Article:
Filipino consumers will feel less burdened paying their electricity bills once the government’s share of the Malampaya fund is tapped to cover the stranded debts and contract costs of the National Power Corporation (NPC) instead of expanding the coverage and increasing the lifeline rate subsidy, Senator Win Gatchalian said.
Gatchalian, chair of the Senate Committee on Energy, made the statement in reaction to the claim of The Power for People (P4P) Coalition that the Murang Kuryente bill, which was recently approved by the bicameral conference committee, was insufficient to reduce the high cost of electricity.
Contrary to the claim of the civil society group, Gatchalian maintained that using the Malampaya fund to pay off the stranded contract costs and stranded debt of NPC is substantial enough to lower power costs than using it in expanding the coverage and increasing subsidies for households which use small amounts of electricity through the lifeline rates.
“Based on our internal research, we determined that increasing subsidies and expanding the coverage of lifetime rates with the use of the net profit share earned by the government from the operation of the Malampaya Natural Gas Project will have little impact on the average household,” the lawmaker said.
“Isa pa, dahil continuing charge ang lifeline rate subsidy, kapag naubos na ang Malampaya fund ay tuloy-tuloy pa rin ang pagbabayad ng nakararaming Pilipino sa lifeline rate subsidy. One time lang ang relief ng mga consumers.” he added.
To illustrate his point, Gatchalian explained that lifeline rates – a subsidy for those consuming less than 100 kilowatt hour (kWh) per month – are already being implemented. Households consuming more than 100kWh shoulder the lifeline rates.
Using the Malampaya fund to subsidize the lifeline rates will only give an average household consuming 200kWh a total monthly savings of ₱21.54 – equivalent to a half kilo of rice – compared with the ₱172 monthly savings that the same household will get with the implementation of the Murang Kuryente Act. Gatchalian said the bigger savings may be used to buy an additional three to four kilos of rice per month or roughly a sack of rice per year.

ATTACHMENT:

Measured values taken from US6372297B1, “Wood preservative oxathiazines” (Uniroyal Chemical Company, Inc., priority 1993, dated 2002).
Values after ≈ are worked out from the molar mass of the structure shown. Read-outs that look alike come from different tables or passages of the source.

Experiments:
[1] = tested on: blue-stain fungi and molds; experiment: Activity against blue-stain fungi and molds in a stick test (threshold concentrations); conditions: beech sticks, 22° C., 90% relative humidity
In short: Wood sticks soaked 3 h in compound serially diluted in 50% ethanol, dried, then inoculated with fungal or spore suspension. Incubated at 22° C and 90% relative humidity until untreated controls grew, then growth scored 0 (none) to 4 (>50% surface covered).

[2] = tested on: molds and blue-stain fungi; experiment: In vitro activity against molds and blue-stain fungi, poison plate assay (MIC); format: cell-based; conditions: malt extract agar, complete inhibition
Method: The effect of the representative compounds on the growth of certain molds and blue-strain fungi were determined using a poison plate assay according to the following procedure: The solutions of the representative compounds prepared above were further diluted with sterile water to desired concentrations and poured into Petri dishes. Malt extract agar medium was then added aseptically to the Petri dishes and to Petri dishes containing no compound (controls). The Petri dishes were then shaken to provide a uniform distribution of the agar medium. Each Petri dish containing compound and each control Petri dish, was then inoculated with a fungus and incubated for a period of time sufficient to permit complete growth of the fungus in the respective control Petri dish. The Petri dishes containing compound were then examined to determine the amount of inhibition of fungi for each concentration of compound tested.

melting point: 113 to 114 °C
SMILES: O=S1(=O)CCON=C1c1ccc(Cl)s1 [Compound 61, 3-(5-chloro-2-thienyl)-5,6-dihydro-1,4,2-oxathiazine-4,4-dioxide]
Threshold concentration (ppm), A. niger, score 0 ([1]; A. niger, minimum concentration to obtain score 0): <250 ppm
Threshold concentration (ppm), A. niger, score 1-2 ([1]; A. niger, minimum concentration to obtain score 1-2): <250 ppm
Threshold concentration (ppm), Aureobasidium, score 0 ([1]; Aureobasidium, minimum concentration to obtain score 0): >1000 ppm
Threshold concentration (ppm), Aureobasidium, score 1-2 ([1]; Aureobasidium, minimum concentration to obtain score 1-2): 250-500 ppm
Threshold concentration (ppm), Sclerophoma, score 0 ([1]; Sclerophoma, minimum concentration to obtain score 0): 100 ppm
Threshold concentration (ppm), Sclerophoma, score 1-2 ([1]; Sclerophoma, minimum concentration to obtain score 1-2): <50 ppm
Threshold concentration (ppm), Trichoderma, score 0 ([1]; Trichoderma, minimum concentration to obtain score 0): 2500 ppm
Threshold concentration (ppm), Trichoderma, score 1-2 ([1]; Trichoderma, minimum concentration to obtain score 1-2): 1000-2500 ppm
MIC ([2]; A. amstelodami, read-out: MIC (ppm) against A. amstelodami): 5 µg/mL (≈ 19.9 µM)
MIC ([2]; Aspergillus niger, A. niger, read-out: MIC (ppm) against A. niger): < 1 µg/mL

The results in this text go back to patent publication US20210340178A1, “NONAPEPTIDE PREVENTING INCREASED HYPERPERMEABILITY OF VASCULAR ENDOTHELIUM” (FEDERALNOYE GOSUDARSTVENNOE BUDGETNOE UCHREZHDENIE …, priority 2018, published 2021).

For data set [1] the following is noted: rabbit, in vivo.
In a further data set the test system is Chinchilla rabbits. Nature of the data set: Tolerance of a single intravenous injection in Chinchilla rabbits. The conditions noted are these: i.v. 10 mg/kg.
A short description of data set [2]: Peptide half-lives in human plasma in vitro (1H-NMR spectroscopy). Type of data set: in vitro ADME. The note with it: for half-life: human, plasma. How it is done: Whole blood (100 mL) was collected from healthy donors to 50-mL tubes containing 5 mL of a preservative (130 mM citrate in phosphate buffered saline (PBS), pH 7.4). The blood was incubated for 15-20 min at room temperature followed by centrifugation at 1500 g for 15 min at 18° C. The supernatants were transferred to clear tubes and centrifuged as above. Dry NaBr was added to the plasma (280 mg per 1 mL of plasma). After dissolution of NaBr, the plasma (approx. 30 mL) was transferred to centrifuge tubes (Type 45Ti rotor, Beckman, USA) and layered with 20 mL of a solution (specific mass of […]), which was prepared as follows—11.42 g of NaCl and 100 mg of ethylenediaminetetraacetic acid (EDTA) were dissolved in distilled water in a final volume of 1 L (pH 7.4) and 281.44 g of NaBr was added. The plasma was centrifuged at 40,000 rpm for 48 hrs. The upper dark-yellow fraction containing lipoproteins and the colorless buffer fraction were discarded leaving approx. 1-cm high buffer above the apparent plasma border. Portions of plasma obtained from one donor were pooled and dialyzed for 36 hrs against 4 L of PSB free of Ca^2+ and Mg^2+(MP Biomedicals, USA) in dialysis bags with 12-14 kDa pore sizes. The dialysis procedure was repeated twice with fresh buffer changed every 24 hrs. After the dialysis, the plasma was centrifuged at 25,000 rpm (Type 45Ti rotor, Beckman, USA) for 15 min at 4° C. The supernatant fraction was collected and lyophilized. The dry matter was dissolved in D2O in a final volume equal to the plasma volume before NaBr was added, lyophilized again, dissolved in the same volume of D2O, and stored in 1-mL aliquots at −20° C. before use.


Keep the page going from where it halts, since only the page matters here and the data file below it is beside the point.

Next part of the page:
On the issue that consumers should not be paying for NPC’s stranded debts and costly contracts, Gatchalian said the Supreme Court (SC) had already decided in 2007 the constitutionality of these universal charges.
“Why are they questioning these stranded debts and contract costs only now? They should have sought immediate legal remedy to prevent us consumers from shouldering this burden. However, the reality is, we have paid and are still paying for these debts right now, through the universal charges,” Gatchalian said.
The lawmaker estimated that power consumers have already shelled out ₱0.1938 per kilowatt hour from January 2013 to May 2017 to pay for NPC’s debts through the universal charge for stranded debts and stranded contract costs. Meanwhile, from June 2017 to December 2018, Filipino households paid ₱0.2203 per kilowatt hour.
Nevertheless, he expressed optimism that the Murang Kuryente bill, which was approved by the Bicameral Conference Committee early this month, would be signed by the President before the 17th Congress adjourns.
“For the longest time, Filipinos have been burdened by NPC’s debts through the universal charges for stranded debts and stranded contract costs incorporated in the monthly electricity bill. I hope President Duterte will sign this landmark bill immediately for the Filipino people to finally receive tangible benefits from the Malampaya Fund as soon as possible,” Gatchalian said.
The bill is set to be ratified by both Houses of Congress when session resumes in May.